Every year, from November through to the end of January, businesses collate and read industry predictions for the coming year. These give a valuable insight into market trends, suggesting where investments should be made in order to survive, and hopefully thrive, in a changing environment.
It’s certainly been a tough start to the year for some; we’ve already seen once mighty chain, Byron Burger, admit that costs need to be saved if it’s going to prevent the closure of 20 stores. If others are going to avoid similar difficulties then it’s vital that they make the right decisions, spend their money wisely and keep the positive attention of customers.
With clients across the whole spectrum of the food and hospitality industry, we are proud to be in a unique position, one that allows us detailed insight into changes, not just in one vertical market, but many. As such we can draw parallels between markets and reach solid conclusions about the direction that the food and hospitality industry, as a whole, is taking.
Given this, we’ve now published our own guide to 2018. The paper, which can be downloaded here for free, makes four predictions we feel certain will impact the wider market in the coming year. They are: loyalty, operations technology, virtual kitchens and staff retention in a corporate setting.
To find out more about our industry predictions you’ll have to download the paper. Saying that, there is one prediction we didn’t include within the paper…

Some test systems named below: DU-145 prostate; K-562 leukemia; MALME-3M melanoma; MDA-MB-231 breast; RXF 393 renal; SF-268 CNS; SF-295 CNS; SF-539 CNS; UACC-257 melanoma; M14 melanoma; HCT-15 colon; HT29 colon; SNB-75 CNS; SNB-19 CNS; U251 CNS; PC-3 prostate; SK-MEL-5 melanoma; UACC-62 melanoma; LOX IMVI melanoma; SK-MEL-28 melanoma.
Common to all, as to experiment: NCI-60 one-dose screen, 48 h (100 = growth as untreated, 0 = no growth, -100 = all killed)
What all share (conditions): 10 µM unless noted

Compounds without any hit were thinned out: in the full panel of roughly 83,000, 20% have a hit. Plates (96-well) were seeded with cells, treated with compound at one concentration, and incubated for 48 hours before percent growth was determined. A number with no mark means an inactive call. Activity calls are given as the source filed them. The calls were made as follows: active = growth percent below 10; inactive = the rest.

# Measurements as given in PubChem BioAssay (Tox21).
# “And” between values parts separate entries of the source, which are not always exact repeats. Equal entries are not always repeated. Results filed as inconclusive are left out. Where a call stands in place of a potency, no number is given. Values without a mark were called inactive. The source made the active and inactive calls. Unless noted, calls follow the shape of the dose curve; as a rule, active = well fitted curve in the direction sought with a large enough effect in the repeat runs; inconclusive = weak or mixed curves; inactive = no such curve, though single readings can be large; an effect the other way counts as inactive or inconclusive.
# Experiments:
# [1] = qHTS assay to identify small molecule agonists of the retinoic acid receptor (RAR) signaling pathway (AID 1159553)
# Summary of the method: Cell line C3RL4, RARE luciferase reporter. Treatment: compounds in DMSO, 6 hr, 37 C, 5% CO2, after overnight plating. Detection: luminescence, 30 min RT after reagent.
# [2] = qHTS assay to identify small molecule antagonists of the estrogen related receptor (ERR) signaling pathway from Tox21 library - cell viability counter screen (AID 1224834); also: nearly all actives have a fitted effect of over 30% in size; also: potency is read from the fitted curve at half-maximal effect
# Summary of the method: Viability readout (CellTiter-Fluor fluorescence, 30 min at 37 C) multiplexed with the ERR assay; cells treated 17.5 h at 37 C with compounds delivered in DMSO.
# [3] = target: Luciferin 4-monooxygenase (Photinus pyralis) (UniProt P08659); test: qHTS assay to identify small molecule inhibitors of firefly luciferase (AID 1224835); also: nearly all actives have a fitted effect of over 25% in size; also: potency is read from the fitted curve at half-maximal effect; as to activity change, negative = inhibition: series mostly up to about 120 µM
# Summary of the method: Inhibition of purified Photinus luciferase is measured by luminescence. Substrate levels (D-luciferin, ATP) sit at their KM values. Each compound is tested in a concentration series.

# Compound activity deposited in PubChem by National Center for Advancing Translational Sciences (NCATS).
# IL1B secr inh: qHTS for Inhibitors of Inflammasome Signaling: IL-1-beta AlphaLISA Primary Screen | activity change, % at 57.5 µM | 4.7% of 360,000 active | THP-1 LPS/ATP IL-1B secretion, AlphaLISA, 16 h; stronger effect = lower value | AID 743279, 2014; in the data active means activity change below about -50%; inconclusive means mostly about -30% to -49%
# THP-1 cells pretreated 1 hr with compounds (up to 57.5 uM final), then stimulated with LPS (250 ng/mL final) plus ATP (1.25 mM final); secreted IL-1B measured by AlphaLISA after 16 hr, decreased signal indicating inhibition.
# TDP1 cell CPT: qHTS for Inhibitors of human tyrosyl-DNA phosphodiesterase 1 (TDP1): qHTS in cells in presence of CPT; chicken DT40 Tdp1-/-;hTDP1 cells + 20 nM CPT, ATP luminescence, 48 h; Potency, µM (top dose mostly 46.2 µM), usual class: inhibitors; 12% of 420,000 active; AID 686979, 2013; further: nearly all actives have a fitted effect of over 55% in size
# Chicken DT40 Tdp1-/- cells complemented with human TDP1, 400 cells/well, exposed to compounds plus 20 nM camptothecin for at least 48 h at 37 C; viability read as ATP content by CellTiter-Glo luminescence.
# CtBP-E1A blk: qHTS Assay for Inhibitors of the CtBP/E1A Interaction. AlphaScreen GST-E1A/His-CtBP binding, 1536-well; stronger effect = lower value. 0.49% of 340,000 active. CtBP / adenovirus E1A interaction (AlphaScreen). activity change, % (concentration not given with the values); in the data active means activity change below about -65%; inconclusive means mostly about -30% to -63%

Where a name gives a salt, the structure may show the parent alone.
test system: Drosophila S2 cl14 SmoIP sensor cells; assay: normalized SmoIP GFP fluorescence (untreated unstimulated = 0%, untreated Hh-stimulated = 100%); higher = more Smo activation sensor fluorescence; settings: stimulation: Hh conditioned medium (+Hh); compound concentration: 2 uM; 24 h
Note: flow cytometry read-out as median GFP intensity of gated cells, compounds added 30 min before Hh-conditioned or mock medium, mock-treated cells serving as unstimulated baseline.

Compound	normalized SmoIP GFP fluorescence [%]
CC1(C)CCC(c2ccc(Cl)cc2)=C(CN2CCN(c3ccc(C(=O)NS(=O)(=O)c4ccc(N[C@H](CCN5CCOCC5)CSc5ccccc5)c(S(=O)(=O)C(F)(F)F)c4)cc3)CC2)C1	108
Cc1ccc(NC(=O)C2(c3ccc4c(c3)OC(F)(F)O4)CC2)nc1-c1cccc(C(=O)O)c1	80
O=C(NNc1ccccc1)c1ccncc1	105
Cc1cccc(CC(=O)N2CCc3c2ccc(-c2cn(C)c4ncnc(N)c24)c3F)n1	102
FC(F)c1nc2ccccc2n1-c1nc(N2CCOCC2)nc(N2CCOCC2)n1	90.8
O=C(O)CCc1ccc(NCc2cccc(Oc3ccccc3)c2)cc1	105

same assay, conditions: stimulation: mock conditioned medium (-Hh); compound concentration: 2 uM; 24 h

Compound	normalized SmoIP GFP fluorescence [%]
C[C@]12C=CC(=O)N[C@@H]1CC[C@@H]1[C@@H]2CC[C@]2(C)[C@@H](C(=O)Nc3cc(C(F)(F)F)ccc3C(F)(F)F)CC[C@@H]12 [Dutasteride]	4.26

Bonus prediction: Venue transformation
As mobile ordering grows in popularity, there’s something curbing a minority from investing: that is the connectivity and physical capability of their venue/s. Consider some of the exhibition centres you’ve been to, sports grounds, theatres or even shopping centres. WiFi or data signal can be limited by location, structure and size. It’s an issue, and one that has been felt and dealt with by some of our most successful clients.
The operators of these buildings know the benefit that digital ordering can have on the customer experience, but they don’t feel able to move forward. In 2018, we predict businesses will start on the digital transformation of their venues in order to adopt digital ordering (and other) technologies. The modifications to be made might be as simple as investing in a stronger WiFi network, but could involve some physical restructuring of the site. In either case, the undertaking won’t be small but the benefits reaped will make the investment more that worth it.
Of course we know that the reasons for making such changes will extend beyond the potential of digital ordering. Digital transformation will lead to improved network connectivity that can be applied to everything from data collection and protection, to in-event management. The end result will be the same though, a business better prepared to take on the challenges of 2018 and beyond.
Yes, if our industry predictions are right, then 2018 looks set to be a year of movement in the food and hospitality market. Changes are coming, some small, some large. It is our intention to be here as a support to our clients, guiding them as needed and providing them with a technology platform that, we guarantee, will always be at the forefront of the industry.
It’s not as catchy as: ‘When is a door not a door?’ (answer, when it’s a jar) but it speaks to the idea that in-car collection, and the technologies that support it, are flexible enough to bend to the needs of a business and its guests.
Delivery can be daunting to the uninitiated, and it might be tempting to sign up with a third-party ordering aggregator that offers the service, such as UberEats, but other options could suit your business and brand better. Here we present three different ‘levels’ of delivery, starting with the most basic – and cheapest method: doing it yourself.